Tree construction At start all the training examples are at the root Partition examples recursively based on selected attributes Tree pruning Identify and remove branches that reflect noise or outliers.
Use of decision tree Classifying an unknown sample Test the attribute values of the sample against the decisionData Warehousing Mining 1 Trainingage income student credit rating buys computer.
30 high no fair no 30 high no excellent no31 40 high no fair yes 40 medium no fair yes 40 low yes fair yes.
40 low yes excellent no31 40 low yes excellent yes 30 medium no fair no 30 low yes fair yes 40 medium yes fair yes.
30 medium yes excellent yes31 40 medium no excellent yes31 40 high yes fair yes 40 medium no excellent noData Warehousing Mining 1.
Example A Decision Tree for buys computer 30 overcast30 40 40student yes credit rating .
no yes excellent fairno yes no yesNon leaf nodes test on an attributeData Warehousing Mining Leaf nodes class buys computer 1 Algorithm for Decision Tree.
Basic algorithm a greedy algorithm Tree is constructed in a top down recursive divide and conquer At start all the training examples are at the root Attributes are categorical if continuous valued they arediscretized in advance .
Examples are partitioned recursively based on selectedattributes Test attributes are selected on the basis of a heuristic orstatistical measure e g information gain Conditions for stopping partitioning.
All samples for a given node belong to the same class There are no remaining attributes for further partitioning majority voting is employed for classifying the leaf There are no samples leftData Warehousing Mining 1.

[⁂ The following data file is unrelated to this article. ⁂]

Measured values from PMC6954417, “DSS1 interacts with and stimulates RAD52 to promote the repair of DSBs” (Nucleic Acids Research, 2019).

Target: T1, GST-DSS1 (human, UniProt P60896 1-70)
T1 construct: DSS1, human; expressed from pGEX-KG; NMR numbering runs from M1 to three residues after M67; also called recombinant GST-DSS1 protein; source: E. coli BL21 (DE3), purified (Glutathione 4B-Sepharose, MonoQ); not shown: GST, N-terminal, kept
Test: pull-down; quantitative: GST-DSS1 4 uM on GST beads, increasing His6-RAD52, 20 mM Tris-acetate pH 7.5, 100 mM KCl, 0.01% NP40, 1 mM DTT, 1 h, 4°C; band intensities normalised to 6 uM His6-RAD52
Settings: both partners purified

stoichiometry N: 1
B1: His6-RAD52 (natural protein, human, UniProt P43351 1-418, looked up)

Algorithm for Decision TreeInduction continued Basic algorithm generate decision tree Create a node N If samples are all of the same class C then.
Return N as a leaf node labeled with the class C If attribute list is empty then Return N as a leaf node labeled with most common class in sample Select test attribute the attribute with highest info gain fromattribute list.
Label node N with test attribute For each known value ai of test attribute Grow a branch from node N for the condition test attribute ai Let si be the set of samples in samples for which test attribute ai If si is empty then.
Attach a leaf labeled with the most common class in samples Else attach the node returned by generate decision tree s i attribute list Data Warehousing Mining 1 Information Gain.
Select the attribute with the highest information Assume there are two classes P and N Let the set of examples S contain p elements of class P andn elements of class N The amount of information needed to decide if an arbitrary.
example in S belongs to P or N is defined asI p n log 2 log 2p n p n p n p nData Warehousing Mining 1 Information Gain in.
Decision Tree Induction Assume that using attribute A a set S willbe partitioned into sets S1 S2 Sv If Si contains pi examples of P and ni examplesof N the entropy or the expected information.
needed to classify objects in all subtrees Si isE A I pi ni i 1 p n The encoding information that would be.
gained by branching on AGain A I p n E A Data Warehousing Mining 1 Attribute Selection byInformation Gain.
Computation 5 4E age I 2 3 I 4 0 Class P buys computer 14 14 yes 5 I 3 2 0 69.
Class N buys computer no Hence I p n I 9 5 0 940 Gain age I p n E age Compute the entropy for 25age pi ni I pi ni Similarly.
30 2 3 0 971 Gain income 0 02930 40 4 0 0 Gain student 0 151 40 3 2 0 971Gain credit rating 0 048Data Warehousing Mining 1.
Extracting ClassificationRules from Trees Represent the knowledge in the form of IF THEN rules One rule is created for each path from the root to a leaf Each attribute value pair along a path forms a.
conjunction The leaf node holds the class prediction Rules are easier for humans to understand ExampleIF age 30 AND student no THEN buys computer no .